in a very large container with the new 'Midnight Lace' sweet potato vine. I think its tough enough to hold its own and its more contained and less vigorous than the common black species.

Saturday, January 9, 2010

Feature Story: Introduction to Boxwoods

Boxwoods "Man's Oldest Garden Ornament," have been with us since Roman times and before. The first boxwoods were planted on America soi l at Long Islant in 1653 brought over from Amsterdam.

The three most popular types of boxwoods grown in the United States are "American" (Buxus sempiverens), "English" (buxus sempivirens 'Suffruticosa') and Buxus microphyllum. Sempivirens is latin for evergreen. Hybrids from 'sempivirens' and 'microphyllum', like most hybrids that are marketable, are generally faster growing and more disease resistant.

Boxwood grow very well in the Kansas City area as long as two very important needs are met.
They require good drainage AND they do not "like their feet wet." By this I mean plant them a little higher than soil level so they can drain. If the drainage is poor then leaves will discolor and depending on the severity may even die. Also, both soil and heavy mulch should not hug or smother the trunk of the shrub.

The above image is from the Missouri Botanical Garden in St. Louis. The Blanke Boxwood Garden does justice to the species. I saw the Garden in its first season before I moved from St. Louis to Shawnee. So I only saw the hardscape and the young plantings but all the potential. I look forward soon to see the crodensho. Visitor enter through a brick wall courtyard catching glimses of the center of the garden. The entry walk leads visitors with plantings showing the perfect interplay of perennials and boxwood along the way. The center of the garden is an oval boxwood parterre accented by flowers and groundcovers. A parterre is a garden where flower gardens, beds and path are arranged to form a parttern. The lower hedges map out he initials of the founder, Henry Shaw. (A future issue will have more about this fine gentlemen)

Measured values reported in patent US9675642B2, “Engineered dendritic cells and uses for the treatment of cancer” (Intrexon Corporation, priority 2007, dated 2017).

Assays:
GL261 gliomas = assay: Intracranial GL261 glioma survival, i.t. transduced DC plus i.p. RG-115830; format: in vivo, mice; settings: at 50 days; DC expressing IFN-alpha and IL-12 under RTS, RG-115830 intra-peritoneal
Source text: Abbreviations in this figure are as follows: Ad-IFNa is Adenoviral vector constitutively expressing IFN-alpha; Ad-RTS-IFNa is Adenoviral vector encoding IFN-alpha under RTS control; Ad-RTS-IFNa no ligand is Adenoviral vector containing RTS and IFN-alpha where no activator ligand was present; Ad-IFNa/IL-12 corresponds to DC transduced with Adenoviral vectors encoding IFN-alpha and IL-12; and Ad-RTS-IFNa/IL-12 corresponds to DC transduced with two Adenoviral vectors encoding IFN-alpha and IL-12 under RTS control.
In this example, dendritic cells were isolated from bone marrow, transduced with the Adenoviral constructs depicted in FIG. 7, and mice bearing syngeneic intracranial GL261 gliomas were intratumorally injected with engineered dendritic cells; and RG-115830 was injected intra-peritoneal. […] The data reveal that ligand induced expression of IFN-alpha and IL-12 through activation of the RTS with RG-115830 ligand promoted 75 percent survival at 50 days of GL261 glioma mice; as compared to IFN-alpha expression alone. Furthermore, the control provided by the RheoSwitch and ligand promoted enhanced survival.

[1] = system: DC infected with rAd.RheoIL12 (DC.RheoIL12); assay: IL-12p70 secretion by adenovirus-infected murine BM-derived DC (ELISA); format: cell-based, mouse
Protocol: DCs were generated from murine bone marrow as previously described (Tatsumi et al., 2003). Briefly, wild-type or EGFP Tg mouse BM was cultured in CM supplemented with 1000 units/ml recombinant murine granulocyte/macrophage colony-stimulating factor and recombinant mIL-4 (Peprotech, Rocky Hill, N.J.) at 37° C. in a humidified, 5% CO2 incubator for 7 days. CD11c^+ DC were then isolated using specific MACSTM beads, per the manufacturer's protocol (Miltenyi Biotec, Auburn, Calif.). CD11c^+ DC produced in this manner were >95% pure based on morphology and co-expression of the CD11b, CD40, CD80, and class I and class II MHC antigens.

P. Smith uses boxwood in two distinct ways. Traditionally sheared as a low hedge surrounding rose and herbs. He says boxwood responds well to being "put under the knife." But also using boxwood as "punctuation marks' as in

I strongly reccomenmd visiting an independent garden center for aid in selecting height hybrid ftor the location in your garden. You CANNOT rely on plant tags to make your selections at the big box retailers (i.e. Home Depot) It's a little known fact the commercial growers hyave only one tag for the information regarding height and width of that variety.. So talk to your garden center for local information.

'Green Velvet' was born and bred in Ontaria, Canada so you know it tough.

Although boxwood is a slow grower, it is fairly easy to grow

Tuesday, January 5, 2010

Native Pasque Flower

I've seen the Pasque Flower in catalogs for years but I always thought it looked too delicate to work well here. But I recently read it's native to our plains and part of Nebraska's Great Plants program. It's a hardy anemone whose cousins include the cutflower seen in high end florists.
(right). I've seen the cutflower commercialy grown under glass which is a sight to see.

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Monday, January 4, 2010

Country Club Plaza Hanging Baskets

Rosehill Gardens has been beautifully landscaping The Country Club Plaza since the 1960s. And in recent years, the hanging baskets in the middle of the streets are some best examples I've seen even of the craft rivaling the Disney properties.